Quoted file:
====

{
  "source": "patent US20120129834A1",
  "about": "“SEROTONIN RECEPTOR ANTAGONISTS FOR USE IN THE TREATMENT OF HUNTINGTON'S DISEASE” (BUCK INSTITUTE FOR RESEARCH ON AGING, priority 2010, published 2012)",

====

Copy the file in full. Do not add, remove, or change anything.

{
  "source": "patent US20120129834A1",
  "about": "“SEROTONIN RECEPTOR ANTAGONISTS FOR USE IN THE TREATMENT OF HUNTINGTON'S DISEASE” (BUCK INSTITUTE FOR RESEARCH ON AGING, priority 2010, published 2012)",